Roger II (Sicily)

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Roger II .; Illustration from the Liber ad honorem Augusti by Petrus de Ebulo , 1196
Roger II is crowned by Christ, mosaic in the Church of Santa Maria dell'Ammiraglio (La Martorana) around 1143.
View of the dome of the Capella Palatina in Palermo
A certificate from Rogers II from February 1148. Patti, Archivio capitolare, Fondazione I, fol. 171

Roger II (born December 22, 1095 in Mileto , † February 26, 1154 in Palermo ) from the Norman noble family of the Hauteville was count from 1105 and from 1130 king of Sicily until his death .

He was the second son of Rogers I from his third marriage and after the death of his brother Simon in 1105 he became Count of Sicily , which his father Roger had conquered together with his brother Robert Guiskard . His mother Adelheid ruled for him until 1113 at the latest, as he was only nine years old at the beginning. He is seen as one of the most important rulers of the Middle Ages and was considered the richest ruler in Europe in his time.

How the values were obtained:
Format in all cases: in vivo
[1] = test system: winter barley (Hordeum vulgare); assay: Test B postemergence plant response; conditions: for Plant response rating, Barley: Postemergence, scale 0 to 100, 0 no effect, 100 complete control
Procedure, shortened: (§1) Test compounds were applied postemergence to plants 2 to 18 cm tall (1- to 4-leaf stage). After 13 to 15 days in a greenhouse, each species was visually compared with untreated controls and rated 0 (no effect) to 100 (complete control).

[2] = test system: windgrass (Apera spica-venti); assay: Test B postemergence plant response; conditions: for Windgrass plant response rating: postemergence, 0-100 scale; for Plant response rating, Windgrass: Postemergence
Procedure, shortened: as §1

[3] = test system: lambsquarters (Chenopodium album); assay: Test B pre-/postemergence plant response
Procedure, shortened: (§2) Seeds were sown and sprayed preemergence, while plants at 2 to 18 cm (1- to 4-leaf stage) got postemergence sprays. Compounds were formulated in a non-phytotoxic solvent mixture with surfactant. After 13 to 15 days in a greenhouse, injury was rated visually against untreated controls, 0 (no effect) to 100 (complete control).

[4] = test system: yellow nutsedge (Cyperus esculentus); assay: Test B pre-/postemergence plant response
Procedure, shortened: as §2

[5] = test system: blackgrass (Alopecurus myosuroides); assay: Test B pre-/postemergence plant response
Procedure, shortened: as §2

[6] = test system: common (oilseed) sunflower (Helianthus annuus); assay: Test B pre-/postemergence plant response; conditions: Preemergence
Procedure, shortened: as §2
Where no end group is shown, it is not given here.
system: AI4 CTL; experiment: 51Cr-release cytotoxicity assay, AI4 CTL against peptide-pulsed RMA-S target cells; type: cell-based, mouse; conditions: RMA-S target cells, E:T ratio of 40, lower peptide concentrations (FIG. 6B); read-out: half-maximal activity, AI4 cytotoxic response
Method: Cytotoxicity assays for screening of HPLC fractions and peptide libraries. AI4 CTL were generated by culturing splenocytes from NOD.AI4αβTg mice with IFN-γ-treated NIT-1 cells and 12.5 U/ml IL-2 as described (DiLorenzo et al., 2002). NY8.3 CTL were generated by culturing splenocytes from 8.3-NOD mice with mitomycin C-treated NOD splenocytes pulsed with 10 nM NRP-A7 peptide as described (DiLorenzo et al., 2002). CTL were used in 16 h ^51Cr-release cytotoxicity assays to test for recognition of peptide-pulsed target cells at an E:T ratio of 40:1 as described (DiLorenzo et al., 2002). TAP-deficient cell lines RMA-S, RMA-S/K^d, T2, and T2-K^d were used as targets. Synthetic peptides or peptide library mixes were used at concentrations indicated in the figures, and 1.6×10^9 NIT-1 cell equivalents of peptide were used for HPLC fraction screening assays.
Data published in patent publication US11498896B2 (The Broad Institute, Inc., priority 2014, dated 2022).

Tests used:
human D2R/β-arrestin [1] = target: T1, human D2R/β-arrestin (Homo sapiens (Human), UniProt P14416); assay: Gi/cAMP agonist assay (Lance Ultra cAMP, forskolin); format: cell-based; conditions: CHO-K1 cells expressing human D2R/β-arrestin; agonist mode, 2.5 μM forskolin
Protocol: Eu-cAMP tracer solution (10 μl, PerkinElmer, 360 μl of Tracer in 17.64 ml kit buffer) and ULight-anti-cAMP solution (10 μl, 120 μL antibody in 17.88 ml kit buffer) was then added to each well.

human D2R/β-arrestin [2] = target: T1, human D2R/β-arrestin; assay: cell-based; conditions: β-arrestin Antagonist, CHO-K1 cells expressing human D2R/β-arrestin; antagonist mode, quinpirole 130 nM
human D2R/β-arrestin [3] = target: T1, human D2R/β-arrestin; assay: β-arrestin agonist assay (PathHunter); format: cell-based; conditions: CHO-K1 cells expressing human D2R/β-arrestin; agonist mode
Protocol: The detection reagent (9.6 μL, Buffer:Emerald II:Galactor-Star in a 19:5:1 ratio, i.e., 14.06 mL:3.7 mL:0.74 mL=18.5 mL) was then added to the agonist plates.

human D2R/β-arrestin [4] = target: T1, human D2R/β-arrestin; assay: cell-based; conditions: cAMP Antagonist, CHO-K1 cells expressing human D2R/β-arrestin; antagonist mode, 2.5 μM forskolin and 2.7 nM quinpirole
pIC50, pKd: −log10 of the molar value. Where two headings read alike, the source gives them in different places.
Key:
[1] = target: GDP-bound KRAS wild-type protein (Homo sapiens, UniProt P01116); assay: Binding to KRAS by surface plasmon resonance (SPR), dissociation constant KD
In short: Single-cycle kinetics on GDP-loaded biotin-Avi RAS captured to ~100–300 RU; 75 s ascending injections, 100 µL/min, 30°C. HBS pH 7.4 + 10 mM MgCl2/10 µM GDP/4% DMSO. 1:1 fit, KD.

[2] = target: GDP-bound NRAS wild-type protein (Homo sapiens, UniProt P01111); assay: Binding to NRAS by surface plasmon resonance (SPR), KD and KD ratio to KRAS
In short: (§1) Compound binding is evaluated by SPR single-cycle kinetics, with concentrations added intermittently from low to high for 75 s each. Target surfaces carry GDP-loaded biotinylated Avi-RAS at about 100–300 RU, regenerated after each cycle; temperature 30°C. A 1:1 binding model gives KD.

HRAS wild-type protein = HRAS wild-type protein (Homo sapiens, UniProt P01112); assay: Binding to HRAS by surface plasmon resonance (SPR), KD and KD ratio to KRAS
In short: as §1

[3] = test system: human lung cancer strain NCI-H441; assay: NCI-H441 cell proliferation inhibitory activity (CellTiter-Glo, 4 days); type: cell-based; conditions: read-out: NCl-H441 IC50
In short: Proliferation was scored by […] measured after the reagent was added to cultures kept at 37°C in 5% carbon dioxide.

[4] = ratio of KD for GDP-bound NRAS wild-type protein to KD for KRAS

Roger II was the grandfather of Emperor Friedrich II.


Inherited by his Norman relatives in 1127 with the Duchy of Apulia (1127) and with Taranto (1128), he won all of southern Italy right down to the papal possessions . He had disagreements with popes several times. He was only on August 22, 1128 by Pope Honorius II. On a bridge in Benevento in a peace agreement with the Duchy of Apulia invested . Roger took advantage of the schism under Innocent II for his own purposes, allied himself with the antipope Anaclet II and had himself elevated to King of Sicily in Palermo at Christmas 1130 . The military conflicts with Innocent II led to the capture of the Pope in 1139 ; Innocent had to recognize Roger's royal dignity.

Roger II was considered very educated and cosmopolitan and presumably spoke not only Greek but also Arabic. He established an efficient rule over his possessions and promoted sulfur mining, silk production and the development of a merchant navy in order to conduct a profitable trade not only with Byzantium but also with the Arab and North African cities. The Arab cartographer Al-Idrisi , who created a silver map of the world for him, lived at his court .